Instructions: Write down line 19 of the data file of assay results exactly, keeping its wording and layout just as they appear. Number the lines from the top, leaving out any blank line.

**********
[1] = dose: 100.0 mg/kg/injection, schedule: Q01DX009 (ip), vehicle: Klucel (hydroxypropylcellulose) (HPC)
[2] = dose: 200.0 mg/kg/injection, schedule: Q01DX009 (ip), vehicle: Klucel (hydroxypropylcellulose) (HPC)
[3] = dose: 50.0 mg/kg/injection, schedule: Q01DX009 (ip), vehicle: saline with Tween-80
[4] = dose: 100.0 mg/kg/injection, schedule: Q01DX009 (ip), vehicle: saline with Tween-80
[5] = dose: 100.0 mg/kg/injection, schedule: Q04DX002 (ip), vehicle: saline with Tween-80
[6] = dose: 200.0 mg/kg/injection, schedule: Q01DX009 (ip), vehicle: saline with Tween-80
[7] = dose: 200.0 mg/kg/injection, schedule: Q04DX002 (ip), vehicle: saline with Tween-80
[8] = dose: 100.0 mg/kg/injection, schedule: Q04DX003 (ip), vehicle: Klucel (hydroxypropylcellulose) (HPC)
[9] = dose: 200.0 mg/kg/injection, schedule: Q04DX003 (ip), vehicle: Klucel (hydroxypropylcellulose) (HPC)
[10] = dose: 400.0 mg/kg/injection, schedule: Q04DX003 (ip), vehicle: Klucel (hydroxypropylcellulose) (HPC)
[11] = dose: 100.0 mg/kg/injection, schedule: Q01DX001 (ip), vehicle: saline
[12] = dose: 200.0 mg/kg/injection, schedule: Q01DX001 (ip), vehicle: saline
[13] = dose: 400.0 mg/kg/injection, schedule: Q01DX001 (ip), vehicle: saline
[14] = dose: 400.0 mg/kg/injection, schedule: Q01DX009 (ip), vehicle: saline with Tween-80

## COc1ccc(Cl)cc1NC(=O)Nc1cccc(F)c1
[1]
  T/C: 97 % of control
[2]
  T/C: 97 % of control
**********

  T/C: 97 % of control